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Long IslandSuffolk

Suffolk firefighters square off for best chili bragging rights

Kevin Collins, of Bayport Fire Department, celebrates winning

Kevin Collins, of Bayport Fire Department, celebrates winning the Islip Town's Big Chili Cook-Off in West Sayville on Saturday, Sept. 20, 2014. Credit: Chris Ware

From tent to tent, each simmering pot of chili proved unique -- from its spicy scent to its highly guarded ingredients.

Some concoctions boasted several kinds of meat, while others were infused with special homegrown peppers, pumpkin or beer. All were potent, which is little surprise, because firefighters were the chefs.

At the second annual Big Chili Cook-Off Saturday in West Sayville, in which 10 Suffolk County fire departments and one fire marshal's office competed, Bayport was crowned the judges' favorite. Kings Park won the "people's choice" award.

The daylong event at the West Sayville Fire Department was a fundraiser for the planned Islip Town Firefighters Museum and Education Center, slated for a site in Central Islip across from Bethpage Ballpark.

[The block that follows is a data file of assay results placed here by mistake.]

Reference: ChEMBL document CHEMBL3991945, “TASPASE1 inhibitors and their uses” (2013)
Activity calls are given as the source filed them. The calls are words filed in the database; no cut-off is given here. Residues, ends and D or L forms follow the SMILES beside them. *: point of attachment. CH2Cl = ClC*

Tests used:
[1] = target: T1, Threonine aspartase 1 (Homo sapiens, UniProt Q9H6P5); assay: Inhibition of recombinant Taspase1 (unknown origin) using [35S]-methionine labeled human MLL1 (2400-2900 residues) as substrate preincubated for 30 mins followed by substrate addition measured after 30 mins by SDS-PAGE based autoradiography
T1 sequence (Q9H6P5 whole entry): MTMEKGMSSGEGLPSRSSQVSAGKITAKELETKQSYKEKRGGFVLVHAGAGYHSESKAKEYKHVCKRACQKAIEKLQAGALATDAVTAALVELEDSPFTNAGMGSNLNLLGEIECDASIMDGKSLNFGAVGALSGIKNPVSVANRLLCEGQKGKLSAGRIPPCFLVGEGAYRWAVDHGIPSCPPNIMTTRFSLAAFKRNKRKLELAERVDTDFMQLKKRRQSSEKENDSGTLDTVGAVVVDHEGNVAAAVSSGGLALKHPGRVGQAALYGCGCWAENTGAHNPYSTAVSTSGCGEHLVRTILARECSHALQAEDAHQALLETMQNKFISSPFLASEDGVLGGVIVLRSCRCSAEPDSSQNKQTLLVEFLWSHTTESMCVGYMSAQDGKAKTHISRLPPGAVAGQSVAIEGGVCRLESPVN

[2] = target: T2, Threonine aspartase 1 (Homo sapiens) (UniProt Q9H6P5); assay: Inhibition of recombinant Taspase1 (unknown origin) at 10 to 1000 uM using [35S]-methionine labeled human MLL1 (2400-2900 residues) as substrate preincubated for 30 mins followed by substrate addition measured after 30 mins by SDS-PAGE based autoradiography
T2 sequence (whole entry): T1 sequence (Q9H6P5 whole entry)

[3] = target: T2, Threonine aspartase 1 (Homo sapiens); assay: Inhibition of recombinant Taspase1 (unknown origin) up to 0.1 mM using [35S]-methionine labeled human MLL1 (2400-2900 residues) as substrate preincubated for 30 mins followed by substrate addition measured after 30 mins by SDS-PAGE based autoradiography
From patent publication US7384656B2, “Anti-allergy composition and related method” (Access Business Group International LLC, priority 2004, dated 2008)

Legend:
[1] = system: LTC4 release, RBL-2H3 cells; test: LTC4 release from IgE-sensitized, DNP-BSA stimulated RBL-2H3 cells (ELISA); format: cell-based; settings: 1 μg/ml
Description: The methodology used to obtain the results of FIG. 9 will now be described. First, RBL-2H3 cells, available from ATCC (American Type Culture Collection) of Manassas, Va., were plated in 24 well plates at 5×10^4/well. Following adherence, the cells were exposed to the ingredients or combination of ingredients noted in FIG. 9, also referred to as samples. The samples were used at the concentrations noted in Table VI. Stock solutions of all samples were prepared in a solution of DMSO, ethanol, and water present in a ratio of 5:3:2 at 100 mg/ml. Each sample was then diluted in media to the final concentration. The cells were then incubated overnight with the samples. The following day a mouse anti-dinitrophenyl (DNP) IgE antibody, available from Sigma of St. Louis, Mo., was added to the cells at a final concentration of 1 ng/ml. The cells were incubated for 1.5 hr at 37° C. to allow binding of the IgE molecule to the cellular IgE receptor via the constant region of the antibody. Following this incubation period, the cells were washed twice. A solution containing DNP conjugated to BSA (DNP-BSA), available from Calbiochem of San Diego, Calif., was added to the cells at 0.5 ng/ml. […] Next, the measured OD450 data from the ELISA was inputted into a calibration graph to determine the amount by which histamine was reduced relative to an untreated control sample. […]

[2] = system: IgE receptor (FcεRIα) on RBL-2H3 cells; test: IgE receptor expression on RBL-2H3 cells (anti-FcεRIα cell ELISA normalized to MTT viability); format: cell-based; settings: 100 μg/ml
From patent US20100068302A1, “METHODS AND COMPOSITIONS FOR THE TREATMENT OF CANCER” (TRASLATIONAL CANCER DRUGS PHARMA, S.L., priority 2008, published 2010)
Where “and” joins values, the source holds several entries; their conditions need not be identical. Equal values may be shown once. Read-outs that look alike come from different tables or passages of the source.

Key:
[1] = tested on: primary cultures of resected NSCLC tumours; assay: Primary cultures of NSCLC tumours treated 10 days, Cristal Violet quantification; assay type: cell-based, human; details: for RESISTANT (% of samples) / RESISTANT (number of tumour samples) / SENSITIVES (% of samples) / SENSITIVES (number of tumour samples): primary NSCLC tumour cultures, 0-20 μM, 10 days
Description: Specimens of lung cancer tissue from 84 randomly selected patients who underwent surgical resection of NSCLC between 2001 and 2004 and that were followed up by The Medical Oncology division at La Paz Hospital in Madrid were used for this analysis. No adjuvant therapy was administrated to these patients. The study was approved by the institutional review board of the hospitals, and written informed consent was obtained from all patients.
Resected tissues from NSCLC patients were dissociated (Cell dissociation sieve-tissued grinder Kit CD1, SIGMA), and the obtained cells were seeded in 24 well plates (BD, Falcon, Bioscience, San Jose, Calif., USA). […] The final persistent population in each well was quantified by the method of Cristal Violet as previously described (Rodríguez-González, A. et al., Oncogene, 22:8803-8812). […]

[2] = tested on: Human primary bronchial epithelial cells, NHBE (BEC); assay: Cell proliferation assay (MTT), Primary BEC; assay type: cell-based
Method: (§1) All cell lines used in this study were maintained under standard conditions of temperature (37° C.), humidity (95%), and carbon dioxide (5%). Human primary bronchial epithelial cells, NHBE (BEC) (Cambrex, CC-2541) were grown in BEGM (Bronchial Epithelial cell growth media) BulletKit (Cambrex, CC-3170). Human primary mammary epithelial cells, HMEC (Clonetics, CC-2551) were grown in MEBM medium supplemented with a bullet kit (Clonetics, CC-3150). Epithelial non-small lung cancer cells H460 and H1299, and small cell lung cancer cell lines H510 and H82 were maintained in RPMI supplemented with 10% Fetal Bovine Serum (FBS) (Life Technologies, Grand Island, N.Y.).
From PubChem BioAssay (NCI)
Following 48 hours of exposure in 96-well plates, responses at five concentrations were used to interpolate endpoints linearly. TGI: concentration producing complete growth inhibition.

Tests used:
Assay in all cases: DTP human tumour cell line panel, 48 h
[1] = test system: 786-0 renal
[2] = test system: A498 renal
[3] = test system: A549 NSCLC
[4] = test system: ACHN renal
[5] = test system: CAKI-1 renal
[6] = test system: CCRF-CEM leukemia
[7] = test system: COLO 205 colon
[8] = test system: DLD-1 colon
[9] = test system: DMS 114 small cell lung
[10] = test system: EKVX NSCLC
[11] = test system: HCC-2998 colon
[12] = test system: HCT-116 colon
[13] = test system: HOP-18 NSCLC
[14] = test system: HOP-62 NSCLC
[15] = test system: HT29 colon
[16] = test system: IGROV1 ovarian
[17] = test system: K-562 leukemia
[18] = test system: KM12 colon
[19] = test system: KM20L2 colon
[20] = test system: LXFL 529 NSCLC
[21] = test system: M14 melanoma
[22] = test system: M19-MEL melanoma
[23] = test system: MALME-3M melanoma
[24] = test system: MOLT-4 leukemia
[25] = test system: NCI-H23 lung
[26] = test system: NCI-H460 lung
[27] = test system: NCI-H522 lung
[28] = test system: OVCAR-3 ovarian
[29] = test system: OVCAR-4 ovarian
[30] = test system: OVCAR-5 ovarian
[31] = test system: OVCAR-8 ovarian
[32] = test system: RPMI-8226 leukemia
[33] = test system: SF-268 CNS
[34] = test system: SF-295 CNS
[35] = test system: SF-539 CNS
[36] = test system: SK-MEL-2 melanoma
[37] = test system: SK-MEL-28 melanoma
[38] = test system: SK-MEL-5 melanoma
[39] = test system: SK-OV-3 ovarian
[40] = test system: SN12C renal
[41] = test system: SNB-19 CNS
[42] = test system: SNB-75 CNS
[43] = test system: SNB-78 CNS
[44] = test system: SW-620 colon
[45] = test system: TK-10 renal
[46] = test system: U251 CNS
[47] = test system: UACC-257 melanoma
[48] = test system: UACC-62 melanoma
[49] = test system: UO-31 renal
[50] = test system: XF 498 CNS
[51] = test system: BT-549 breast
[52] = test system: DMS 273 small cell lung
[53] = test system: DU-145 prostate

Bayport firefighter Tucker Farrell said his department's chili was cooked that morning, featuring a mix that's tasty but requires digestive fortitude: beef, pork, bacon and hot dogs, three kinds of beans and ranch dressing.

"When we all come back from an alarm and have something to eat, chili is the basics of that," Farrell said.

"Not only that, but it can sit around for a long time and still taste great," said Kevin Collins, another Bayport volunteer.

In Kings Park's tent, Loretta DeStefano and Andree Fagan described their chili as "traditional . . . with a lot of twists." By that they meant dashes of nutmeg and splashes of pumpkin beer and merlot.

Ray Cooney, a retired FDNY firefighter who hosts the "Firehouse Kitchen" TV show, emceed the cook-off.

Yesterday's event raised about $4,000, organizers said.

Erik Challenger, one of the chefs behind the Central Islip Fire Department's offering, said it features five meats and seven spices.

"It's not a one-person chili," Challenger said. "The whole department had their hands in our chili."

Not literally, he quickly added.

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